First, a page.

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Happy hump day. Dan DeFrancesco checking in from NYC. We're onto the quarterfinals of the World Cup, and three of my four semifinalist picks are still alive

Today we've got stories on cognitive dissonance among bankers when it comes to bonus season, the 100 most important people in cloud computing, and TikTokers creating their own made up currency (not a crypto joke)

But first, talk positive EBITDA to me. 


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Joseph Bae, the co-CEO of private equity giant KKR, sits in front of a blue background and holds a microphone.

1. Show me the cash flow.

When will private equity get involved?

As the markets continue to sour, and a recession looms, everyone's wondering when PE firms will begin scooping up assets. It is the million (or perhaps billion) dollar question. 

However, those hoping for a dealmaking free-for-all might be a bit disappointed, according to one PE executive. 

Joseph Bae, the co-CEO of KKR, outlined areas the firm will be interested in and places it's steering clear of while speaking at Goldman Sachs US Financial Services Conference in New York, Insider's Rebecca Ungarino reports

High on Bae's wishlist are "all things digital," he said, with one giant caveat: profitability. 

Companies with high valuations that have yet to turn a profit are a no go, Bae said. And while that might seem fairly obvious — would you like to buy something that's expensive AND doesn't make money? — it's an important distinction. There are plenty of companies doing fascinating things in the digital space, but many have yet to reach profitability (*cough* fintechs *cough*). 

Which begs the question: Where do those highly-valued-but-unprofitable companies end up?

Let's review the landscape:

Public markets: Not an option unless you have a death wish.

Venture funding: Can I interest you in a down round?

M&A market: See all of the above. 

What we're left with is a game of chicken, as acquirers and companies stare each other down, waiting for the other to blink.

Can startups withstand their cash burn and wait until the market turns? Can PEs and VCs hold off investors pushing them to put their money to work, which has been sitting on the sidelines?

The only thing I'm sure of is that the bankers won't be happy until somebody blinks. 

Click here to read more about KKR's investment strategy from its co-CEO.

KKR is a large shareholder in Axel Springer, which owns Insider.


In other news:

Wall Street crypto graphic

2. Everyone on Wall Street realizes bonuses are going to suck, but no one thinks their bonus is going to suck. The majority of traders and investment bankers are expecting a bump in their year-end comp despite all signs pointing to a brutal bonus period, according to a recent survey. Read more about why Wall Streeters are all overly optimistic.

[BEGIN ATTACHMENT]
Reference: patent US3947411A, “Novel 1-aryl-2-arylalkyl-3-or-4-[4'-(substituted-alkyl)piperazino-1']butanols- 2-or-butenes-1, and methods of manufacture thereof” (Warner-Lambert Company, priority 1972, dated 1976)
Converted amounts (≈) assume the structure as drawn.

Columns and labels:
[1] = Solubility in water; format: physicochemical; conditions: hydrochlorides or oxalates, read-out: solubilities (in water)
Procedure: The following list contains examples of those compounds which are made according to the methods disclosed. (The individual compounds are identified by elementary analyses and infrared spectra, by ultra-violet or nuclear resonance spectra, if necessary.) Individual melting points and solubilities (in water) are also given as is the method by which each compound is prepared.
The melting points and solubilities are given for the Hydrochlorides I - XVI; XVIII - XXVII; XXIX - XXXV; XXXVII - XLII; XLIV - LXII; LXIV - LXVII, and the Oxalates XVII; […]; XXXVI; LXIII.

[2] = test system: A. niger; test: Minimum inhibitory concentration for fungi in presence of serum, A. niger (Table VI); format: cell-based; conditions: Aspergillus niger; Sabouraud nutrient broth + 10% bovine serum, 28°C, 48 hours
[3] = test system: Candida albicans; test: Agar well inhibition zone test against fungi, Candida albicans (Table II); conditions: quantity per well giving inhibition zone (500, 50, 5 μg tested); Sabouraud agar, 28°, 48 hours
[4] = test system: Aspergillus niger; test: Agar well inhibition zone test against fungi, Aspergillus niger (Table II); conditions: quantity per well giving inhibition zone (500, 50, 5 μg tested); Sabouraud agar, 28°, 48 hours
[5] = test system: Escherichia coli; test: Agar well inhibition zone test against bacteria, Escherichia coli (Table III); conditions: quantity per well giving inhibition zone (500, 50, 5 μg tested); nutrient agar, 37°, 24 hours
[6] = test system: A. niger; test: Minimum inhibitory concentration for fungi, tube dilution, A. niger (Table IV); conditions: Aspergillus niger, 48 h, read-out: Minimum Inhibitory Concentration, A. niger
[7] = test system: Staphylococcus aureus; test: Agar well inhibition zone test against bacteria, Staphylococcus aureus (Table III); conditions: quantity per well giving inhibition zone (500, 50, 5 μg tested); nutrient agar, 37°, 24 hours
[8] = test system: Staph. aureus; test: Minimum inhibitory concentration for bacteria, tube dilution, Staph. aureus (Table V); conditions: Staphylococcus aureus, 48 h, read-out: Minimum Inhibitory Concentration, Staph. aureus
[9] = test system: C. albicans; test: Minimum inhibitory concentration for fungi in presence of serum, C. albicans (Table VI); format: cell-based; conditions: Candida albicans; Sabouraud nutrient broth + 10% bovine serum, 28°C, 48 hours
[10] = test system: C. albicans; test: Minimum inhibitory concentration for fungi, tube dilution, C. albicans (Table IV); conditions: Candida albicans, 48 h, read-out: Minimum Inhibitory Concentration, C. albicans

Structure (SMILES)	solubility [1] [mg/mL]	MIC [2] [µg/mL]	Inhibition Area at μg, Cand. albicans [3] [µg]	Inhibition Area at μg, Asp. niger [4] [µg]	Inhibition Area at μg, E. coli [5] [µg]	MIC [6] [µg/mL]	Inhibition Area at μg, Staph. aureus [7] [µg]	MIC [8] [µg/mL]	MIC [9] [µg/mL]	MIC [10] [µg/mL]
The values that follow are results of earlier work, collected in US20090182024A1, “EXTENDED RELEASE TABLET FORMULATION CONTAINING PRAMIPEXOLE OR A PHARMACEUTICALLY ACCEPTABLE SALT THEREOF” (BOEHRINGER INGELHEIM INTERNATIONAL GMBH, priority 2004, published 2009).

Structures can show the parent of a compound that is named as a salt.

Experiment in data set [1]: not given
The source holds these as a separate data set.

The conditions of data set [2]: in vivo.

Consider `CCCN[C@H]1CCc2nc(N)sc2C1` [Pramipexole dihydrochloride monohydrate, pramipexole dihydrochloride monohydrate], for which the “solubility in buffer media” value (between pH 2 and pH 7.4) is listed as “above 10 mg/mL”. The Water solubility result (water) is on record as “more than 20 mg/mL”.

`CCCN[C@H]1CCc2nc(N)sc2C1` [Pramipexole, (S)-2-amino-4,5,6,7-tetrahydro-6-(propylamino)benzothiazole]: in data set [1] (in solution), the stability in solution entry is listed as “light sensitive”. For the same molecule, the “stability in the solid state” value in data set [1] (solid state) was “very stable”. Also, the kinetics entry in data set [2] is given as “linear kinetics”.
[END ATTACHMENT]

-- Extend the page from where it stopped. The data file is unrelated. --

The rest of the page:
3. Meet the people leading the cloud revolution. Insider mapped out the 100 most important people working in cloud computing. Check out the entire list here to get up to speed on the key leaders in the space.  

4. Jamie Dimon still thinks crypto is a scam, except for the stuff his bank is doing. JPMorgan's CEO, long a critic of digital assets, called crypto "a complete sideshow" and likened tokens to "pet rocks." However, smart contracts and blockchain tech, areas the bank are investing in, are fine. More on Dimon's comments here

5. YOLO...but in case it's for a while you probably want a retirement plan. Robinhood, the trading app that played a key role in last year's meme-stock frenzy, is launching traditional and Roth IRAs for users. More on the company's plans

6. Death of downtown. One of the biggest casualties of the rise of remote work has been cities' commercial districts, which, in some cases, have turned into ghost towns. Read more about the knock-on effects of people not returning to the office

7. Goldman Sachs is going dumpster diving for crypto companies. Chaos in the crypto markets is creating investing and acquisition opportunities for the bank, according to Matthew McDermott, Goldman's head of digital assets. Read more here on the bank's plans

8. Getting into risk management is a safe bet these days. Fintechs branching out into new industries that have to meet regulatory requirements are on the hunt for risk officers. Here's more on why risk management is so in demand right now

9. Citi might actually get money back from that fat-finger mistake. The bank, which mistakenly sent $900 million to lenders of Revlon, is close to getting some of that money back, Reuters reports. Click here to read the latest.

10. A fake currency that works on an honor system and can be used to buy imaginary things is all the rage on TikTok. No, this isn't a joke about crypto. "Dabloons" are the latest viral trend on the popular app. This is what your kids are doing on their phone all day.


Keep updated with the latest business news throughout your day by checking out The Refresh from Insider, a dynamic audio news brief. Listen here.


Edited by Jeffrey Cane (tweet @jeffrey_cane) in New York and Hallam Bullock (tweet @hallam_bullock) in London. 

 

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